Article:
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United States Court of Appeals for the First Circuit
January 21, 2022, Decided
LIPEZ, Circuit Judge. In this case of first impression for our circuit, we consider the function of the hearing that is provided by statute when the government moves to dismiss a relator's qui tam action brought under the False Claims Act ("FCA") over the relator's objections. See 31 U.S.C. § 3730(c)(2)(A). The statute is silent as to the nature of that hearing, the government's burden in seeking dismissal, and the factors the district court should consider in evaluating the motion to dismiss. After considering the FCA as a whole and the various approaches that have been adopted by other circuits, we conclude that (i) although the government does not bear the burden [*2] of justifying its motion to the court, the government must provide its reasons for seeking dismissal so that the relator can attempt to convince the government to withdraw its motion at the hearing; and (ii) if the government does not agree to withdraw its motion, the district court should grant it unless the relator can show that, in seeking dismissal, the government is transgressing constitutional limitations or perpetrating a fraud on the court.
Applying these conclusions to the facts of this case, we determine that the district court did not err in dismissing the action and affirm.
A. Legal Background
] The FCA imposes civil liability on any person who "knowingly presents," "causes to be presented," or conspires to present "a false or fraudulent claim for payment or approval" to the United States government. 31 U.S.C. § 3729(a)(1)(A), (C). The Act not only authorizes the government to bring a civil action against anyone who violates the statute, id. § 3730(a), but also allows a private party -- a "relator" -- to bring what is known as a qui tam action "for the person and for the United States [g]overnment . . . in the name of the [g]overnment," id. § 3730(b)(1). See Kellogg Brown & Root Servs., Inc. v. United States ex rel. Carter, 575 U.S. 650, 653, 135 S. Ct. 1970, 191 L. Ed. 2d 899 (2015).
] When a relator brings a qui tam action, he must serve the government [*3] with a copy of the complaint and "written disclosure of substantially all material evidence and information" he possesses. 31 U.S.C. § 3730(b)(2). The complaint is filed under seal for at least sixty days (the government may seek extensions for good cause), and it may not be served on the defendant until the court so orders. Id. § 3730(b)(2), (3). Before the complaint is unsealed, the government has two options. It may "intervene and proceed with the action" itself, in which case it has "the primary responsibility for prosecuting" it, although the relator has "the right to continue as a party to the action"; or the government may notify the court that it declines to "take over the action," in which case the relator "shall have the right to conduct the action." Id. § 3730(b)(2), (b)(4), (c)(1).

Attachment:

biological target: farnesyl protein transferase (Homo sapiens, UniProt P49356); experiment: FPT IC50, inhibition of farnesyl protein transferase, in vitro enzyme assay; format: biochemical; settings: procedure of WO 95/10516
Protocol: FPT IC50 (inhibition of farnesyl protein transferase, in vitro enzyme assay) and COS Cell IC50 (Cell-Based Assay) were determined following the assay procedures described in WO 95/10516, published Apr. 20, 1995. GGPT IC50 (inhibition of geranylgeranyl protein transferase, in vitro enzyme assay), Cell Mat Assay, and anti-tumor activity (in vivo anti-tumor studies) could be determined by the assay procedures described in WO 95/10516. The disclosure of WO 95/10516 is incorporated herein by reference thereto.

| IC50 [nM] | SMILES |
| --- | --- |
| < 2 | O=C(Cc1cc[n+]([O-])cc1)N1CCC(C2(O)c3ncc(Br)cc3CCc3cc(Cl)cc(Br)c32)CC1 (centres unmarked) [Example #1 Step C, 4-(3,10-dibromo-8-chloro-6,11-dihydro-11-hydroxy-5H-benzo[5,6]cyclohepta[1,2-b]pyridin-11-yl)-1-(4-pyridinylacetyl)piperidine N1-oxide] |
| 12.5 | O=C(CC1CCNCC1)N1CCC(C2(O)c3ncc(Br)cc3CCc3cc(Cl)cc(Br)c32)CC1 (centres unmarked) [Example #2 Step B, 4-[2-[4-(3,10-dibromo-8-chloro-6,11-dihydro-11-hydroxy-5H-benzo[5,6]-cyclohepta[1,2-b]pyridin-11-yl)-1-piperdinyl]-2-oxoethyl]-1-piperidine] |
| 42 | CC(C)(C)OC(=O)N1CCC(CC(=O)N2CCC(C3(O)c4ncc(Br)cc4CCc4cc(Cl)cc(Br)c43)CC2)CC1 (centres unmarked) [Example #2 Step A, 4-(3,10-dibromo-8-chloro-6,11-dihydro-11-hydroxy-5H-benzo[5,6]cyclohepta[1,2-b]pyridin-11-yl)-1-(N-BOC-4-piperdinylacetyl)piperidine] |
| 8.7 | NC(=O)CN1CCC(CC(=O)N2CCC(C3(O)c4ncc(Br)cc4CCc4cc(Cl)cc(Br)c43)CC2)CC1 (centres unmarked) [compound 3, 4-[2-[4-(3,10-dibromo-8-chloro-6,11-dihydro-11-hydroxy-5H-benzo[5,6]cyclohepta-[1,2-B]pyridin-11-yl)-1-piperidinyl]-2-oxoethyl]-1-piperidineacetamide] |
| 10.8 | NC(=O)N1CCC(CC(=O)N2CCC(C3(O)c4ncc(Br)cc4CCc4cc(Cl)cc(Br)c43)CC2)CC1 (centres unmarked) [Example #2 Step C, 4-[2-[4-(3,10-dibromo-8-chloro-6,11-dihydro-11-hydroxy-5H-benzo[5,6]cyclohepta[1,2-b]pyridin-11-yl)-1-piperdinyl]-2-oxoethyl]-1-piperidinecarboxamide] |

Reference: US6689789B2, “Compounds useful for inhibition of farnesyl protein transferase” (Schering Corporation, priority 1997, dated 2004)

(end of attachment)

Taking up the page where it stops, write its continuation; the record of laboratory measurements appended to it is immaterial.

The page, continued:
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2022 U.S. App. LEXIS 1775 *; 24 F.4th 32
JOHN R. BORZILLERI, M.D., Relator, Plaintiff, Appellant, UNITED STATES, ex rel. JOHN R. BORZILLERI, M.D., Plaintiff, Appellee, STATE OF CALIFORNIA, et al., Plaintiffs, v. BAYER HEALTHCARE PHARMACEUTICALS, INC., et al., Defendants, Appellees, CATAMARAN CORPORATION, et al., Defendants.
Prior History: [*1] APPEAL FROM THE UNITED STATES DISTRICT COURT FOR THE DISTRICT OF RHODE ISLAND. Hon. William E. Smith, U.S. District Judge.
United States v. Bayer Healthcare Pharms., Inc., 2019 U.S. Dist. LEXIS 181418, 2019 WL 5310209 (D.R.I., Oct. 21, 2019)
qui tam, motion to dismiss, district court, courts, constitutional limits, allegations, diligence, transgressing, perpetrating, investigate, discovery, convince, government's decision, fraudulent, quotation, withdraw, reasons, marks, terms
Business & Corporate Compliance, False Claims Act, Remedies, Civil Penalties, Governments, Federal Government, Claims By & Against, Labor & Employment Law, Scope & Definitions, Qui Tam Actions, Civil Procedure, Parties, Intervention, Statutory Right to Intervene, Costs & Attorney Fees, Voluntary Dismissals, Court Order, Motions for Dismissal, Dismissal, Stipulations, Terms & Conditions of Dismissal, Public Contracts Law, Voiding Contracts, Fraud & Whistleblowing, Constitutional Law, Substantive Due Process, Scope, Fundamental Rights, Procedural Due Process, Scope of Protection, Judgments, Relief From Judgments, Fraud, Misconduct & Misrepresentation, Courts, Authority to Adjudicate, Labor & Employment Law, Employer Liability, False Claims Act, Writs, Common Law Writs, Mandamus, Appeals, Standards of Review, De Novo Review